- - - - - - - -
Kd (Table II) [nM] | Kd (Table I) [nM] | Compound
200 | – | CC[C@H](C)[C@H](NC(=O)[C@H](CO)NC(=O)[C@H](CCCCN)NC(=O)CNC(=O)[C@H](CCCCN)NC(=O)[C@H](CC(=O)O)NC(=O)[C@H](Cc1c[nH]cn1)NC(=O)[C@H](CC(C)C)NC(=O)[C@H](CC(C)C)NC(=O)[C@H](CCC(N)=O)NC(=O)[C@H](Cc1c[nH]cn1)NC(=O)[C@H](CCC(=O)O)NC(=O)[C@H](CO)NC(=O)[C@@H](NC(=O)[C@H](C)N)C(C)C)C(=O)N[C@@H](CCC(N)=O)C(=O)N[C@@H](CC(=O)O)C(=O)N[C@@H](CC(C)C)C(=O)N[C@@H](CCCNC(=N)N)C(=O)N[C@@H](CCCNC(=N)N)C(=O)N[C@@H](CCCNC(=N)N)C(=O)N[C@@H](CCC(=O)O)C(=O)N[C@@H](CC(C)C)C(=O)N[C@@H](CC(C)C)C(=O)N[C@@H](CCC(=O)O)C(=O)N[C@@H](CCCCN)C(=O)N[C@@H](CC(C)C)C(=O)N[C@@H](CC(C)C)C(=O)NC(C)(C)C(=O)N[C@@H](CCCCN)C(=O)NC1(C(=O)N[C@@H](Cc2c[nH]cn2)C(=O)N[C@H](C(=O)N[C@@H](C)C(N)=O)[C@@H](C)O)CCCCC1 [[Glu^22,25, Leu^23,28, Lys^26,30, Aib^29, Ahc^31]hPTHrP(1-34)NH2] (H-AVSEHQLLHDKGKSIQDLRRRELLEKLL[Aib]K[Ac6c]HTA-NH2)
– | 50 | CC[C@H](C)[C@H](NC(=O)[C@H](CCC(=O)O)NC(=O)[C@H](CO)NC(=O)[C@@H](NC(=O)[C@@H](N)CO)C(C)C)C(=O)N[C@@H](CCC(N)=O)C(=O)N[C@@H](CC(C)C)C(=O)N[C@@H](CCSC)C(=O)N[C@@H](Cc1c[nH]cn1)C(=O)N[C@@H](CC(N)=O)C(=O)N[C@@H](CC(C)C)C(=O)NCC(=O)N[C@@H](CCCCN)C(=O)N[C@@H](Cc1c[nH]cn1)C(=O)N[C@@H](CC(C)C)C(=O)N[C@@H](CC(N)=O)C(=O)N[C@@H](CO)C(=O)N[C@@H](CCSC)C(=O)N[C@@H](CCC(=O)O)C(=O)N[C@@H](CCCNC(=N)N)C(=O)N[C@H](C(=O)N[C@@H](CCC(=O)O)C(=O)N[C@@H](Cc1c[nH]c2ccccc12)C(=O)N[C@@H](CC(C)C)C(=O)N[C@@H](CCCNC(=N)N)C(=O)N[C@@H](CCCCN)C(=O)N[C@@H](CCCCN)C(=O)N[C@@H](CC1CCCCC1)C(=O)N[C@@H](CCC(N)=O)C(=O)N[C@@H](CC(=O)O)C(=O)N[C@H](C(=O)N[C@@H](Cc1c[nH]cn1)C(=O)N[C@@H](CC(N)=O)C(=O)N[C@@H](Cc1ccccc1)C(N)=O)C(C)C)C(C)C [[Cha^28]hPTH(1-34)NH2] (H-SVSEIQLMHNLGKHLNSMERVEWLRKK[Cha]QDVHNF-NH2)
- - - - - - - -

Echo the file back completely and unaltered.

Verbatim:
Kd (Table II) [nM] | Kd (Table I) [nM] | Compound
200 | – | CC[C@H](C)[C@H](NC(=O)[C@H](CO)NC(=O)[C@H](CCCCN)NC(=O)CNC(=O)[C@H](CCCCN)NC(=O)[C@H](CC(=O)O)NC(=O)[C@H](Cc1c[nH]cn1)NC(=O)[C@H](CC(C)C)NC(=O)[C@H](CC(C)C)NC(=O)[C@H](CCC(N)=O)NC(=O)[C@H](Cc1c[nH]cn1)NC(=O)[C@H](CCC(=O)O)NC(=O)[C@H](CO)NC(=O)[C@@H](NC(=O)[C@H](C)N)C(C)C)C(=O)N[C@@H](CCC(N)=O)C(=O)N[C@@H](CC(=O)O)C(=O)N[C@@H](CC(C)C)C(=O)N[C@@H](CCCNC(=N)N)C(=O)N[C@@H](CCCNC(=N)N)C(=O)N[C@@H](CCCNC(=N)N)C(=O)N[C@@H](CCC(=O)O)C(=O)N[C@@H](CC(C)C)C(=O)N[C@@H](CC(C)C)C(=O)N[C@@H](CCC(=O)O)C(=O)N[C@@H](CCCCN)C(=O)N[C@@H](CC(C)C)C(=O)N[C@@H](CC(C)C)C(=O)NC(C)(C)C(=O)N[C@@H](CCCCN)C(=O)NC1(C(=O)N[C@@H](Cc2c[nH]cn2)C(=O)N[C@H](C(=O)N[C@@H](C)C(N)=O)[C@@H](C)O)CCCCC1 [[Glu^22,25, Leu^23,28, Lys^26,30, Aib^29, Ahc^31]hPTHrP(1-34)NH2] (H-AVSEHQLLHDKGKSIQDLRRRELLEKLL[Aib]K[Ac6c]HTA-NH2)
– | 50 | CC[C@H](C)[C@H](NC(=O)[C@H](CCC(=O)O)NC(=O)[C@H](CO)NC(=O)[C@@H](NC(=O)[C@@H](N)CO)C(C)C)C(=O)N[C@@H](CCC(N)=O)C(=O)N[C@@H](CC(C)C)C(=O)N[C@@H](CCSC)C(=O)N[C@@H](Cc1c[nH]cn1)C(=O)N[C@@H](CC(N)=O)C(=O)N[C@@H](CC(C)C)C(=O)NCC(=O)N[C@@H](CCCCN)C(=O)N[C@@H](Cc1c[nH]cn1)C(=O)N[C@@H](CC(C)C)C(=O)N[C@@H](CC(N)=O)C(=O)N[C@@H](CO)C(=O)N[C@@H](CCSC)C(=O)N[C@@H](CCC(=O)O)C(=O)N[C@@H](CCCNC(=N)N)C(=O)N[C@H](C(=O)N[C@@H](CCC(=O)O)C(=O)N[C@@H](Cc1c[nH]c2ccccc12)C(=O)N[C@@H](CC(C)C)C(=O)N[C@@H](CCCNC(=N)N)C(=O)N[C@@H](CCCCN)C(=O)N[C@@H](CCCCN)C(=O)N[C@@H](CC1CCCCC1)C(=O)N[C@@H](CCC(N)=O)C(=O)N[C@@H](CC(=O)O)C(=O)N[C@H](C(=O)N[C@@H](Cc1c[nH]cn1)C(=O)N[C@@H](CC(N)=O)C(=O)N[C@@H](Cc1ccccc1)C(N)=O)C(C)C)C(C)C [[Cha^28]hPTH(1-34)NH2] (H-SVSEIQLMHNLGKHLNSMERVEWLRKK[Cha]QDVHNF-NH2)